The Smart EQ Fortwo has always made us wonder what it would be like to drive. But today, Smart has become a little different…
But that’s for a little later. To be honest, the Smart Fortwo doesn’t really need an introduction. It’s been around for 1998 and anyone instantly recognizes one of the smallest cars on the road.
So as you may have heard, as of 2020 Smart has gone fully electric meaning internal combustion engines are gone. And since then, this song has been suck in my head.
Anyway, electric Smarts aren’t anything new. In fact, they’ve been around for quite some time now.
It’s propelled by a rear-placed electric motor producing just 82 hp and 160 Nm’s. And whilst that doesn’t really seem like a lot. It still manages to accelerate in 4.8 seconds to 60 km/h. And with instant torque response, that’s plenty quick enough in the city. Stoplight sprints are a lot of fun this way without breaking the law. Above 60 km/h the acceleration drops down quite a bit, no surprises with just over 80 hp.
Fresh Looking Face
A new chapter means a new fresh face for the EQ ForTwo. Gone are the somewhat cute looks and they’ve been replaced by a big futuristic-looking grille with full-LED lights. In the back, the taillights have this really cool 3D shape inside. But one of my favorite design elements is the rims. They resemble a miniature size version of a multi-spoke wheel an AMG GT.
What’s also amazed is that in over 20 years the Smart Fortwo hasn’t really become any bigger than it was before. To illustrate this, we brought out a friend’s Crossblade and put them side by side. And truth beholds, it’s exactly as long as it was 20 years ago. It has gained a little bit in width (for the better) but other than that dimensions are still as they were. A rare feat in a world where every car gets bigger every generation.
So if we jump inside, we are pleasantly surprised by how spacious it feels. This is probably thanks to the glass panel roof but it doesn’t stop there. So yes the trunk is quite small, no surprises there, especially with the charging cable taking up some space. To fix this issue, Smart has fitted the passenger seat with a special velcro belt to keep stuff neatly in place next to you. Are you still running out of space? There’s space behind the seats as well. If I manage to bring all my video and photo gear along with a travel suitcase than it’s properly practical. Space for a passenger? Do you really need that?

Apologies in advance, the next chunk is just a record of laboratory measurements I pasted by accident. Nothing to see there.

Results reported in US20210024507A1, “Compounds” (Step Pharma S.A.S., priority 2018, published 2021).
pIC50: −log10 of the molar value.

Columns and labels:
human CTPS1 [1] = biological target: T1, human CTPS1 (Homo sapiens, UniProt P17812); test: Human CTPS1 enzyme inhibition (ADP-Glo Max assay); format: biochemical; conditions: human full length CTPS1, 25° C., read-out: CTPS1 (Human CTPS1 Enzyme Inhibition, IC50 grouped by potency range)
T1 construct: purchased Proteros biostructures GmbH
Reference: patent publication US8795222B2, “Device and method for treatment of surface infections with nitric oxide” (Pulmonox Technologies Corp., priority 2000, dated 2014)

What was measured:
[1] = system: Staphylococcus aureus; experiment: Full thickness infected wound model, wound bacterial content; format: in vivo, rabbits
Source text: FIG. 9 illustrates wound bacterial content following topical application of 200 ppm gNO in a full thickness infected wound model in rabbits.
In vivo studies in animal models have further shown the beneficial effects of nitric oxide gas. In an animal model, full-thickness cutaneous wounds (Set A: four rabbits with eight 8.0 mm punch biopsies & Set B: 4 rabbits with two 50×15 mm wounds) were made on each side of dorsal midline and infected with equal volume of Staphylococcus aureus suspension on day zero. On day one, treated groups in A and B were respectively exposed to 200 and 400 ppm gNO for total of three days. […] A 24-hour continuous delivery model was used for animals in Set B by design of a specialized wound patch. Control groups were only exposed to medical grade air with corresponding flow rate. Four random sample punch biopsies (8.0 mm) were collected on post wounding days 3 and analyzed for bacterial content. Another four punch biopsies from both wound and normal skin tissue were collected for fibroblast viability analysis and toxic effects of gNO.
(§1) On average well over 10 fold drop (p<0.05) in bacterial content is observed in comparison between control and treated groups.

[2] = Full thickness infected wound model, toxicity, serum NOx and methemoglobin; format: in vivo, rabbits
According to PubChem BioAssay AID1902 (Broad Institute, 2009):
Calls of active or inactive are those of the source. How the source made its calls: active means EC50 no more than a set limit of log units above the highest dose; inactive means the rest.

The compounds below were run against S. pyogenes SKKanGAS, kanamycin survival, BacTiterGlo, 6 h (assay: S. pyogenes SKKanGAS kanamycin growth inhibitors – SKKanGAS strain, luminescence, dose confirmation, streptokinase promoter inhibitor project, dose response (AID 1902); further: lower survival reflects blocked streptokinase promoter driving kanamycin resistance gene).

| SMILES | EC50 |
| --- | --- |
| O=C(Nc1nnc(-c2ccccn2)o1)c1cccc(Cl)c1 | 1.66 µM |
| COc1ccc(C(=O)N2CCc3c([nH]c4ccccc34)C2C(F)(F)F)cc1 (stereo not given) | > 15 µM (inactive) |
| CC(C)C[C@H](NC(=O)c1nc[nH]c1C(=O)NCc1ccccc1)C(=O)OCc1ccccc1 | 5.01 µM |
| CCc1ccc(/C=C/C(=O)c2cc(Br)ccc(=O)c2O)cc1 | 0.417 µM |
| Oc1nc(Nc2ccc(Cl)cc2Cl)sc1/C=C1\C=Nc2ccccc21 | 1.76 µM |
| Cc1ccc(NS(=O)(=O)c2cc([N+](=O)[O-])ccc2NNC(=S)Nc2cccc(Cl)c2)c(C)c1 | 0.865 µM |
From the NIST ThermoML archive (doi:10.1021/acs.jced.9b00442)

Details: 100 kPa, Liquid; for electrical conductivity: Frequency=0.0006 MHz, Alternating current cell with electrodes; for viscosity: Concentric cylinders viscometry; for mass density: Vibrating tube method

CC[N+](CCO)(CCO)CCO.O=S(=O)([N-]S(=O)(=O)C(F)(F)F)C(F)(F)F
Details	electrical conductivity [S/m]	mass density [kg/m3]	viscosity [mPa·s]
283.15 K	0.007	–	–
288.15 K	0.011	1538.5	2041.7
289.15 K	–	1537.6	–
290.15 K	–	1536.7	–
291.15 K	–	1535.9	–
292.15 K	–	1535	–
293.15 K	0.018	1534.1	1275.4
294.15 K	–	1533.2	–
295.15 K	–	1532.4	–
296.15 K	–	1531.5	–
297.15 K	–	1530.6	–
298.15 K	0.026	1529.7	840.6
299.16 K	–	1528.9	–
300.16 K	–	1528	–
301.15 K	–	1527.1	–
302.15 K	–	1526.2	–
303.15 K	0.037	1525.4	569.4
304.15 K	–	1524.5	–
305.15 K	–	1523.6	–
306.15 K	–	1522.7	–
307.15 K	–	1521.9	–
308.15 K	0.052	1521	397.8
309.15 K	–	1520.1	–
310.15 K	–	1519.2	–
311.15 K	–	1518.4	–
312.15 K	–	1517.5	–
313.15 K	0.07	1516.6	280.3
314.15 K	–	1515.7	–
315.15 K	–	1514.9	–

The seats are very nice and the steering wheel has a nice grip on it. The instrument cluster is partly digital and in terms of design, it gives off a vibe of older Mercedes cars.
The infotainment system leaves a lot to be desired for a car sold in 2020. It’s a touch screen interface but the design looks quite “childish” if that’s the right word. There’s no Apple Carplay integration and the onboard navigation isn’t too good so you’re quickly switching to Google Maps or Waze.
Comical Turning Circle
Since the electric motor is placed in the rear, that means the front wheels only have the task of steering. Combine this with the insane short wheelbase of just under 1,9 meters and you get a turning circle of 6,95 meters.
The short wheelbase and rear-wheel-drive layout provide an excellent combination for handling. The EQ Fortwo turns sharp and is a joy to navigate.
The short turning circle at first is somewhat difficult to try and park because your mind just hasn’t been calibrated yet to how sharp it turns. Once you get the hang of it though, it’s so easy to park this thing literally everywhere.
Really, if you’re no longer going for a gap that exists, you’re not a real Smart driver.
Range Anxiety Is Real
We’ve talked about range anxiety in electric cars and if you’re not aware of the phenomenon: It’s the fear of running out of electricity before reaching a charging station or your destination. And here the size of the EQ ForTwo does play its parts. With a battery pack of only 17.6 kWh, the NEDC range is rated at 159 km. In real life, it’s closer to 120 km and that is if you put it in eco-mode and turn off the ventilation.
It really gets stressful from time to time, especially when you’re on the highway you see the funky battery meter drop 10 % almost every 5 minutes. So if you’re getting booty called from Bruges and you’re in Brussels, you’ll have to charge halfway and by then you’ve lost your chance.
Then again this isn’t really a car you’d normally take on journeys like this…
Was The Move To Fully Eel-ectric a good one?
The Smart EQ ForTwo is a great city car thanks to its compact size. However, for its size, it’s still able to take along quite some luggage. Inside it’s very nice but the infotainment system should’ve really benefited from that facelift the outside had.
Then there’s the range, for city use, it’s perfect because you’re not traveling big distances and you can easily charge it after every use. However, when you need to travel a little further, the experience gets really stressful and you’ll spend a lot of time at charging stations. With a price starting at 24.000 € it’s quite expensive and I see a big market falling away of people who just have the Smart as their means of transport. For now, it’s a great fun second car to own.